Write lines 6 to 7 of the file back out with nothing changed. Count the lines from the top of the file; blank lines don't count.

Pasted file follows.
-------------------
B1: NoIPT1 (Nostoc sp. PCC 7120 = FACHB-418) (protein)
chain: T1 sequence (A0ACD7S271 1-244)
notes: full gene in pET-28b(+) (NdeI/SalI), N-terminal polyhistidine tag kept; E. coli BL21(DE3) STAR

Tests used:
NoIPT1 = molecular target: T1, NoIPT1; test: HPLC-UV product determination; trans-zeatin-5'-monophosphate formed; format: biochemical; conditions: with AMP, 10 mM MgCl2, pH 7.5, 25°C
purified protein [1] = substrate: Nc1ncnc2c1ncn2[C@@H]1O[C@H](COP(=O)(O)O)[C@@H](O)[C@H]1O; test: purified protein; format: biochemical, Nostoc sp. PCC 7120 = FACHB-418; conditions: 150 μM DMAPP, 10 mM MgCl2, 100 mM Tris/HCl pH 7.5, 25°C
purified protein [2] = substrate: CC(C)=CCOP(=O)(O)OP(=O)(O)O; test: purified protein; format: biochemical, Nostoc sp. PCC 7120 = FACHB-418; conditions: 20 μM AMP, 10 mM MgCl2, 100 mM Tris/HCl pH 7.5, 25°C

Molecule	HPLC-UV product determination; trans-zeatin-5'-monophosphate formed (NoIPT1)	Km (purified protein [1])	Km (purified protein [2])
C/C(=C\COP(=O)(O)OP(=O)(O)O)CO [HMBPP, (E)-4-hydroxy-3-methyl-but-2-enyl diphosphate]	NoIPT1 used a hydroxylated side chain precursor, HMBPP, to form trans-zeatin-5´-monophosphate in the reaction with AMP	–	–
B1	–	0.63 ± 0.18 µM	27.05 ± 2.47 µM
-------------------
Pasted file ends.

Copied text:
purified protein [1] = substrate: Nc1ncnc2c1ncn2[C@@H]1O[C@H](COP(=O)(O)O)[C@@H](O)[C@H]1O; test: purified protein; format: biochemical, Nostoc sp. PCC 7120 = FACHB-418; conditions: 150 μM DMAPP, 10 mM MgCl2, 100 mM Tris/HCl pH 7.5, 25°C
purified protein [2] = substrate: CC(C)=CCOP(=O)(O)OP(=O)(O)O; test: purified protein; format: biochemical, Nostoc sp. PCC 7120 = FACHB-418; conditions: 20 μM AMP, 10 mM MgCl2, 100 mM Tris/HCl pH 7.5, 25°C